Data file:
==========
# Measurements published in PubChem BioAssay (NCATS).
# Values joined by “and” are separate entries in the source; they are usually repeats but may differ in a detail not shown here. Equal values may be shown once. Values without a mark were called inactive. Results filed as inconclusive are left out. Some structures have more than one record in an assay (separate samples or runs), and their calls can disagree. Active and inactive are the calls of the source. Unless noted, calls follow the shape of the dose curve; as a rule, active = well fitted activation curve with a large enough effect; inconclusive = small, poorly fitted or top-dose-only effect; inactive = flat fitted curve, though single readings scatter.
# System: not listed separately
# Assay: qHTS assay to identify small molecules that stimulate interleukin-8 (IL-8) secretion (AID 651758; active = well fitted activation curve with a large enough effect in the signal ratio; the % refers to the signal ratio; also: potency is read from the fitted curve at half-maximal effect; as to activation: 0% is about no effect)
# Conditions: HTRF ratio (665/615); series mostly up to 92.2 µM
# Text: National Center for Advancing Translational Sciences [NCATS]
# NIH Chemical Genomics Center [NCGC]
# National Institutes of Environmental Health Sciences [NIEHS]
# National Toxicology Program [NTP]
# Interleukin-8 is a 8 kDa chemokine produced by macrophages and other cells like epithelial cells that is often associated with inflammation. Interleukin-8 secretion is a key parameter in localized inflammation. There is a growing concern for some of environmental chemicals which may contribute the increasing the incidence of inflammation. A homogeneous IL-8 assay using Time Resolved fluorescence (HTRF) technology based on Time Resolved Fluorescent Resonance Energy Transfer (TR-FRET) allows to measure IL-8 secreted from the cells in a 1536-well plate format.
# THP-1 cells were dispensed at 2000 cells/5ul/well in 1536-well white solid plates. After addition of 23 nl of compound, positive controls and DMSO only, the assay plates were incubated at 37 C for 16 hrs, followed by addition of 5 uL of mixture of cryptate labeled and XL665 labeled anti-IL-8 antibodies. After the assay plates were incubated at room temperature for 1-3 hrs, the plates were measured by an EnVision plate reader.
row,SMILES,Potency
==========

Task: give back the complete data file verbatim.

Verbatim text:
# Measurements published in PubChem BioAssay (NCATS).
# Values joined by “and” are separate entries in the source; they are usually repeats but may differ in a detail not shown here. Equal values may be shown once. Values without a mark were called inactive. Results filed as inconclusive are left out. Some structures have more than one record in an assay (separate samples or runs), and their calls can disagree. Active and inactive are the calls of the source. Unless noted, calls follow the shape of the dose curve; as a rule, active = well fitted activation curve with a large enough effect; inconclusive = small, poorly fitted or top-dose-only effect; inactive = flat fitted curve, though single readings scatter.
# System: not listed separately
# Assay: qHTS assay to identify small molecules that stimulate interleukin-8 (IL-8) secretion (AID 651758; active = well fitted activation curve with a large enough effect in the signal ratio; the % refers to the signal ratio; also: potency is read from the fitted curve at half-maximal effect; as to activation: 0% is about no effect)
# Conditions: HTRF ratio (665/615); series mostly up to 92.2 µM
# Text: National Center for Advancing Translational Sciences [NCATS]
# NIH Chemical Genomics Center [NCGC]
# National Institutes of Environmental Health Sciences [NIEHS]
# National Toxicology Program [NTP]
# Interleukin-8 is a 8 kDa chemokine produced by macrophages and other cells like epithelial cells that is often associated with inflammation. Interleukin-8 secretion is a key parameter in localized inflammation. There is a growing concern for some of environmental chemicals which may contribute the increasing the incidence of inflammation. A homogeneous IL-8 assay using Time Resolved fluorescence (HTRF) technology based on Time Resolved Fluorescent Resonance Energy Transfer (TR-FRET) allows to measure IL-8 secreted from the cells in a 1536-well plate format.
# THP-1 cells were dispensed at 2000 cells/5ul/well in 1536-well white solid plates. After addition of 23 nl of compound, positive controls and DMSO only, the assay plates were incubated at 37 C for 16 hrs, followed by addition of 5 uL of mixture of cryptate labeled and XL665 labeled anti-IL-8 antibodies. After the assay plates were incubated at room temperature for 1-3 hrs, the plates were measured by an EnVision plate reader.
row,SMILES,Potency